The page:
Current Briefs for RV Parks and Campgrounds

August 15, 2013 by · Comments Off on Current Briefs for RV Parks and Campgrounds 


Hardbound books provided by atheists await delivery this week to Georgia state parks. Note from the shipping boxes that some of the books were printed in China.


From the Athens Banner-Herald:

Ed Buckner, a former president of American Atheists Inc., said he brought two atheist books for each cottage at Red Top Mountain State Park in Cartersville. The Cranford, N.J.-based organization had said it would supply atheist texts for lodging in Georgia state parks after the governor said in May any religious group could donate literature.

Bibles were temporarily removed earlier this year after Buckner complained about finding them in a cabin he rented at Amicalola Falls State Park. They were returned after the state attorney general said the books were permissible since the state hadn’t paid for them. In May, Gov. Nathan Deal ordered the Bibles returned to state park cabins and said any religious group could donate books.

Buckner said Wednesday he was told by officials at Red Top Mountain State Park that the books he dropped off — “The Skeptics Annotated Bible” by Steve Wells and “Fear, Faith, Fact, Fantasy” by Dr. John A. Henderson — wouldn’t be immediately put in cottages at Red Top Mountain because the manager would have to make sure they complied with regulations.

Buckner planned to bring copies of those two texts as well as a third one — “Why I Am Not a Muslim” by Ibn Warraq — to A.H. Stephens Historic Park in Crawfordville later Wednesday. He also said he planned to bring atheist texts to other Georgia state parks later in the week.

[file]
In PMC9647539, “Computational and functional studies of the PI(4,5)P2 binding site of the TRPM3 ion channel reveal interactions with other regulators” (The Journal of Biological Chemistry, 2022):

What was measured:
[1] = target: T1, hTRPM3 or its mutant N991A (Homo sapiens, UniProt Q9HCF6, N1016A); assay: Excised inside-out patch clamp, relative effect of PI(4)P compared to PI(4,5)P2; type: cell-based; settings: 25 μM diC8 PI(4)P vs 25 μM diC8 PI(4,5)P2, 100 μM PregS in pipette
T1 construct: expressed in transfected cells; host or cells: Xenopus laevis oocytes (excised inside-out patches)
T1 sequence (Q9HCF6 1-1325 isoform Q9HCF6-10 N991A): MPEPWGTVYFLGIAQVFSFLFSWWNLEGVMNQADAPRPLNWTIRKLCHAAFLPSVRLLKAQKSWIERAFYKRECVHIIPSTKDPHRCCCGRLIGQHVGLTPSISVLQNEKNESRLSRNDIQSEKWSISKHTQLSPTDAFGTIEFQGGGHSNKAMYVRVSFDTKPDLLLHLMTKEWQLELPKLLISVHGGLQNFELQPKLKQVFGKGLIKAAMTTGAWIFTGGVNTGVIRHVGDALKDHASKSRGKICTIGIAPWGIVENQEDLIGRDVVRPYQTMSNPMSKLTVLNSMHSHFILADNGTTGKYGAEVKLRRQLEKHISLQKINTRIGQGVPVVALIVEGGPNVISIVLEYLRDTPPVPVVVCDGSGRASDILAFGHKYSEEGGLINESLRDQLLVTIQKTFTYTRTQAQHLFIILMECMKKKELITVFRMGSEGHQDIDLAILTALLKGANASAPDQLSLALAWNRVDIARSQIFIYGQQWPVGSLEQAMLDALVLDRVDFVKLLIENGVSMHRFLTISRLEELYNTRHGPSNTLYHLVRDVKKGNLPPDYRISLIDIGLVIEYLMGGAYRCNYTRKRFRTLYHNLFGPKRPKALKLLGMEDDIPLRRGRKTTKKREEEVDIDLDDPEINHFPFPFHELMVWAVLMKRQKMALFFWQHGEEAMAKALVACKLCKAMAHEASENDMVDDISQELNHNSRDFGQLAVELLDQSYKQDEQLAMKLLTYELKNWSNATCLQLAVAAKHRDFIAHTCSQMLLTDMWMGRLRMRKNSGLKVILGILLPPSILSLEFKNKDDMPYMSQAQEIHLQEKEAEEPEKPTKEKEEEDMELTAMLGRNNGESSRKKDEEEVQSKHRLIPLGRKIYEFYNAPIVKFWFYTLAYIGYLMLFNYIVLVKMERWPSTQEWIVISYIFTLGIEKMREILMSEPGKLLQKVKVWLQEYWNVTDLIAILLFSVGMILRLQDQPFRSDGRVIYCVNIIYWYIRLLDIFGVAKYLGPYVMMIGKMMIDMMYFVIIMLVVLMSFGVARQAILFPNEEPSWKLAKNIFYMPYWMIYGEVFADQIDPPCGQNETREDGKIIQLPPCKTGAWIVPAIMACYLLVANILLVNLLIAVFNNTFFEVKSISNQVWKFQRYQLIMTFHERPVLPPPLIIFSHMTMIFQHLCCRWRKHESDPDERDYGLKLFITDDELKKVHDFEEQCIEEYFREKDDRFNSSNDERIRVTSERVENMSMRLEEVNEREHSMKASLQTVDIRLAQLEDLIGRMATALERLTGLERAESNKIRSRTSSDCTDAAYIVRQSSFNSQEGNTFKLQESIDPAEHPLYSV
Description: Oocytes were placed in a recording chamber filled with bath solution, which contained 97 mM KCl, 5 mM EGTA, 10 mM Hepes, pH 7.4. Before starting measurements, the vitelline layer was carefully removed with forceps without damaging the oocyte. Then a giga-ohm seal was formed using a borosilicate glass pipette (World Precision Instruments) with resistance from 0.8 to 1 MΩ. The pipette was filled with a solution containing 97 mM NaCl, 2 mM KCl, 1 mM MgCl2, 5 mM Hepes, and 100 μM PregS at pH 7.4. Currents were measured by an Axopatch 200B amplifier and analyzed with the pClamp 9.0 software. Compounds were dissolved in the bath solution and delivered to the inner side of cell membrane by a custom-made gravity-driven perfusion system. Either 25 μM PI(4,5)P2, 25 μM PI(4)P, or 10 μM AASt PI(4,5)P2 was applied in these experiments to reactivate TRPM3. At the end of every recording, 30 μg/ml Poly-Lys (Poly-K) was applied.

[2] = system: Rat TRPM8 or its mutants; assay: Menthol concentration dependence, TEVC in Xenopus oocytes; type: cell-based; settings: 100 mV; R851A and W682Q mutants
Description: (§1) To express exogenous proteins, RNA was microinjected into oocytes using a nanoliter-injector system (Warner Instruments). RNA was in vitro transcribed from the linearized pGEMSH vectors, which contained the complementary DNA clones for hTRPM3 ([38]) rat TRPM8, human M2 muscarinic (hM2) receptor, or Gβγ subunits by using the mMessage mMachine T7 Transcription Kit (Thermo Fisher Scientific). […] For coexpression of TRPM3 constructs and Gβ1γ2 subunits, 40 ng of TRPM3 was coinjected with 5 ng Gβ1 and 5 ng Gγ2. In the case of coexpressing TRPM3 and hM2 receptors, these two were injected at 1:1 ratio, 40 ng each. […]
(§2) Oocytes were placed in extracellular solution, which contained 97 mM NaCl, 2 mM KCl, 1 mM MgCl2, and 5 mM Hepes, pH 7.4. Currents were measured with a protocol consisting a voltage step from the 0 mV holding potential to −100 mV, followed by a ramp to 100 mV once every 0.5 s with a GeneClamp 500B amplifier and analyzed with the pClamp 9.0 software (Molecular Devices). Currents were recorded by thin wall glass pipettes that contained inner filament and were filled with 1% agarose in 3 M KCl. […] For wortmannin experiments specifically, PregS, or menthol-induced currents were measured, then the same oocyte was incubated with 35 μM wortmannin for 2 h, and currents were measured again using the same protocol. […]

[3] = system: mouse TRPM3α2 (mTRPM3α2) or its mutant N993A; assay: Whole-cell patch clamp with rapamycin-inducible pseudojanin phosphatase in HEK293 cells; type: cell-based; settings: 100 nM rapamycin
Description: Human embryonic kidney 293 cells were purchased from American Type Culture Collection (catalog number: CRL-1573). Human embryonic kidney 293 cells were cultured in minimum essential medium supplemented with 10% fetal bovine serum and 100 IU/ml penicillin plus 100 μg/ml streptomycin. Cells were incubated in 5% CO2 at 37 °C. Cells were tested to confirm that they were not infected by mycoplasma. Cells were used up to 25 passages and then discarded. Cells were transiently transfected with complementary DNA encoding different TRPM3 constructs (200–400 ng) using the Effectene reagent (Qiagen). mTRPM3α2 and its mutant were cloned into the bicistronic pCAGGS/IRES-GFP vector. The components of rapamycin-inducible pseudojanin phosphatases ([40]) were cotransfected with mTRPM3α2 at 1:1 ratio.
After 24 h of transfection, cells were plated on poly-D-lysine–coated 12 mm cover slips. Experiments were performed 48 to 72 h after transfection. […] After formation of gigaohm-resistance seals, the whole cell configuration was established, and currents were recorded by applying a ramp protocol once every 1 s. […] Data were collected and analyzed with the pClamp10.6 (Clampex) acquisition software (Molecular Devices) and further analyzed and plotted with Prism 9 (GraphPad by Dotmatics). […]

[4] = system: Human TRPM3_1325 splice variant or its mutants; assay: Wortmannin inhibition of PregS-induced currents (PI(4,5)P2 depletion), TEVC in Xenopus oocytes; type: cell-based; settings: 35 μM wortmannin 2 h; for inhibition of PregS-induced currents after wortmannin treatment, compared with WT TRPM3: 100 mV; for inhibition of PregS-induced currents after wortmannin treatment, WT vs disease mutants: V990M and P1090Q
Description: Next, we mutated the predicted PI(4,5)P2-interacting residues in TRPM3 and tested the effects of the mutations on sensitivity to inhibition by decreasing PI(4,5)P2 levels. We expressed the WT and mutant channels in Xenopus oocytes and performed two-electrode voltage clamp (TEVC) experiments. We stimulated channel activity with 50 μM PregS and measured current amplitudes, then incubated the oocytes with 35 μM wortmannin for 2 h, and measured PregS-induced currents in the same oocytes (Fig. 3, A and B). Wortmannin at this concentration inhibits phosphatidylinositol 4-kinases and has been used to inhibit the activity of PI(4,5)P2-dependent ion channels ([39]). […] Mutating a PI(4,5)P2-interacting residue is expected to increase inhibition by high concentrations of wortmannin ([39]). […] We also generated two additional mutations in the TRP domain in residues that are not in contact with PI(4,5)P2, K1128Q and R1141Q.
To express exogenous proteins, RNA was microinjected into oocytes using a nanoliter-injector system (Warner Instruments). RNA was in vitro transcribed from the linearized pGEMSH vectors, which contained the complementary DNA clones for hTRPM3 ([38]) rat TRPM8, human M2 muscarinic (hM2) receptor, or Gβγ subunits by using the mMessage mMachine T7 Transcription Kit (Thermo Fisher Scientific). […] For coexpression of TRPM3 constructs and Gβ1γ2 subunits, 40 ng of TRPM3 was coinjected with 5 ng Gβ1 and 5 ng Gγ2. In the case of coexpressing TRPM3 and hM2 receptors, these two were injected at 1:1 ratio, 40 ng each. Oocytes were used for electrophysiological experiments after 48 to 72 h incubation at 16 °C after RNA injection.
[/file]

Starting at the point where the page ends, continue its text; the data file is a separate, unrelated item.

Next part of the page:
From the Washington Post:

Crews have uncovered another large hole in a northern Indiana dune that swallowed a 6-year-old Illinois boy as he played in the sand, a national parks official said Wednesday (Aug. 14).

The pocket — about 10 inches wide and perhaps five feet deep — is 100 yards from the spot at the Indiana Dunes National Lakeshore where family members and rescue crews toiled for three hours to retrieve Nathan Woessner on July 12, National Park Service Ranger Bruce Rowe said. The dune, known as Mount Baldy, has been closed to the public since then.

Click here to read the entire story.

From The Elkhart Truth:

It’s official. As of Wednesday (Aug. 14) morning, Thor Industries Inc. is centered in the heart of Elkhart, Ind.

“We’re proud to be part of the downtown area,” said Bob Martin, Thor president and CEO standing next to company co-founder and chairman Peter Orthwein. The company and the Greater Elkhart Chamber of Commerce held a ribbon cutting to officially open the headquarters of one of the top players in the recreational vehicle industry.

“The building had been empty for six years,” Martin said of the site at 601 E. Beardsley Ave., a spot with a view of the St. Joseph River and Island Park. “A lot of people in the community had noticed that it was empty here. People have known it as the Coachmen building or something like that from many years ago, so we wanted to put our own touches on it. We’re very proud of all this.”

To read the entire article click here.


From the Ithaca Journal:

Sections of several state parks in central New York are closed for the season because of damage caused by last week’s heavy rains and flooding.

The regional director for state parks in the Finger Lakes says that most of the damage occurred in the area near Robert H. Treman State Park in Ithaca. About five inches of rain fell there Aug. 8-9, causing hundreds of thousands of dollars in damage to a road through the park, a swimming area and a trail.

Officials say the swimming area will be closed for the rest of the summer. Crews are clearing mud and debris from the trail.

The nearby Buttermilk Falls and Taughannock Falls state parks were damaged to a lesser extent.



Feds Test Dune Sinkhole That Swallowed Boy

August 13, 2013 by · Comments Off on Feds Test Dune Sinkhole That Swallowed Boy 

Mount Baldy in the Indiana Dunes National Lakeshore at the southern end of Lake Michigan has been closed since 6-year-old Nathan Woessner was rescued from a sinkhole.